You were a light in the darkness because you didn’t deny the darkness and from that place you were one of its true voices.

Now if I could pick my favorite song, I’d post it for you right here. I’m dancing and singing along and you should be, too.

Beautiful, just beautiful:

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I know this seems like a summer song, but like any good summer song worth its salt, it goes a little deeper and ends up being about more than just sunshine and fluffy clouds.

You may be getting the idea that I’m a huge Sinatra fan. I’m not. I’m pretty ignorant of a lot of his work and of the bands and musicians that backed him. I don’t like a lot of what he did. I do like that he’s called The Chairman of the Board and let’s face it, he has lasting popularity because he had charisma up the wazoo, could really turn a phrase, and was one of the greatest singers of our time (not that we ever have to chose in these contrived “greatest” contests).

With the coming of the autumn equinox, this is perhaps a better song for the week.

You know I’m not for sappy without substance, so I love Ella Fitzgerald doing it, don’t much care for Sinatra, like Sara Vaughan (dozens more people sang it). And Lotte Lenya? She’s in her own category and in my sacrilege opinion, easy to make fun of because of that accent, just like we used to make fun of my mom because she couldn’t say “pants”–it came out sounding more like pents. Any female German torch singer cannot escape a comparison to Lily von Shtupp either. But don’t feel too bad for making fun of Germans. Trust me, we’re allowed to give them their comeuppance for decades to come.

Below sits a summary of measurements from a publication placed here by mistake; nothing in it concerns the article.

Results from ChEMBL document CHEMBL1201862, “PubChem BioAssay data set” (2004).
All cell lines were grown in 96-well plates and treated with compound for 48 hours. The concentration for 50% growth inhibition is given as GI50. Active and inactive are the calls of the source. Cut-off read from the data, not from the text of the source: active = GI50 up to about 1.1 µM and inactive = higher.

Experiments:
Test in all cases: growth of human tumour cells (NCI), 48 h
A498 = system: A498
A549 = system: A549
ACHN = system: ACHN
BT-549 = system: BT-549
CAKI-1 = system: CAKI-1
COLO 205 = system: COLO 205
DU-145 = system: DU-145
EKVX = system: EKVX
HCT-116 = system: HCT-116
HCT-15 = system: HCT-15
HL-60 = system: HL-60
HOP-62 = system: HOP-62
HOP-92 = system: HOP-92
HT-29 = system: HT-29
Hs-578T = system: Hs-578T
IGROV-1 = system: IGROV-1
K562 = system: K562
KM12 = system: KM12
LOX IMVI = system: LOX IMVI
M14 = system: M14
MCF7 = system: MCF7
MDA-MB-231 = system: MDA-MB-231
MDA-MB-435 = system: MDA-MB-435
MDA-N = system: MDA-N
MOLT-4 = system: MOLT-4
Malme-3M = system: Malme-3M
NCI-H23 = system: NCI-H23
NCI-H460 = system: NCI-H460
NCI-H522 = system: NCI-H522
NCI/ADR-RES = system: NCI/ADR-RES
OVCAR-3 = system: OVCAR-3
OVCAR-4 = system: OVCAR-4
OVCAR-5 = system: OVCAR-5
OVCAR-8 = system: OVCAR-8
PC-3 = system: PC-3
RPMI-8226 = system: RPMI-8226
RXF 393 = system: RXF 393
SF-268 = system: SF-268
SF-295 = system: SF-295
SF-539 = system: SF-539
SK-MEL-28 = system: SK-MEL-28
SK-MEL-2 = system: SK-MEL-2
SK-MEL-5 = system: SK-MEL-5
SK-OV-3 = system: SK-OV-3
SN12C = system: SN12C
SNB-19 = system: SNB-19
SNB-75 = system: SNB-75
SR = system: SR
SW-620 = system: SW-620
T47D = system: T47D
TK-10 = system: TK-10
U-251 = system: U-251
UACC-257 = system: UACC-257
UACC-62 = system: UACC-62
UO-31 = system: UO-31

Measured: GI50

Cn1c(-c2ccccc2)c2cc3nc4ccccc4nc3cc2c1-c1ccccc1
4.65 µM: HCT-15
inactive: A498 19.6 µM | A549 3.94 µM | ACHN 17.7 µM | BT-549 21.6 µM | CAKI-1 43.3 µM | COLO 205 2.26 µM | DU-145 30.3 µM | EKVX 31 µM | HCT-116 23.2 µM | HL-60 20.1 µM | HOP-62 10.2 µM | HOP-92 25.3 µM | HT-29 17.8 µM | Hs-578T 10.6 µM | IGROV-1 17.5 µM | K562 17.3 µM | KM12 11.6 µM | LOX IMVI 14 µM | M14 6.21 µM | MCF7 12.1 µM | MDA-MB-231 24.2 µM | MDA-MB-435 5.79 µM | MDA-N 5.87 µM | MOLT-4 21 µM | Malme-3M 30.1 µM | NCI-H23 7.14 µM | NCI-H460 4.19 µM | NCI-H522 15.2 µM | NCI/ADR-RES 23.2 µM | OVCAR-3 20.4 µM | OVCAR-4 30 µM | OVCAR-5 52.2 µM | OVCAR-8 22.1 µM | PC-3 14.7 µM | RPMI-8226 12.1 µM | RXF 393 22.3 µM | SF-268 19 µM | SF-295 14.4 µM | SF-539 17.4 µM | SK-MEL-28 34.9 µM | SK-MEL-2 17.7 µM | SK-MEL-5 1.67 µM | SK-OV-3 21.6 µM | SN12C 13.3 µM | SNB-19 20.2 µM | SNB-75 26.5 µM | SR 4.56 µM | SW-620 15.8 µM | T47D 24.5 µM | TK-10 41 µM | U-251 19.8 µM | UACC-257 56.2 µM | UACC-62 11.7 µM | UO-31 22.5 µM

I really love Lou Reed doing this (from the 1990s album Lost in the Stars whose greatest track is probably Tom Waits’ version of “What Keeps Mankind Alive?”).

I apologize to any of the purists among you, but as Hubby just said to me, “Weill was a communist and a Marxist, do you think he stuck to tradition?” I won’t speculate on what artists do and don’t do in reality even if they espouse certain ideas. Not to mention that once you align yourself to any one cause or affiliation, you are rather stuck, ja?

You can see from the lyrics that the song is actually pretty dark. Reed deletes some of the most beautiful lines, adds his own and turns it joyous and poppy.

September Song

lyrics, Maxwell Anderson; music, Kurt Weill

When I was a young man courting the girls
I played me a waiting game
If a maid refused me with tossing curls
I’d let the old Earth make a couple of whirls
While I plied her with tears in lieu of pearls
And as time came around she came my way
As time came around, she came

When you meet with the young girls early in the Spring
You court them in song and rhyme
They answer with words and a clover ring
But if you could examine the goods they bring
They have little to offer but the songs they sing
And the plentiful waste of time of day
A plentiful waste of time

Oh, it’s a long, long while from May to December
But the days grow short when you reach September
When the autumn weather turns the leaves to flame
One hasn’t got time for the waiting game

Oh, the days dwindle down to a precious few
September, November
And these few precious days I’ll spend with you
These precious days I’ll spend with you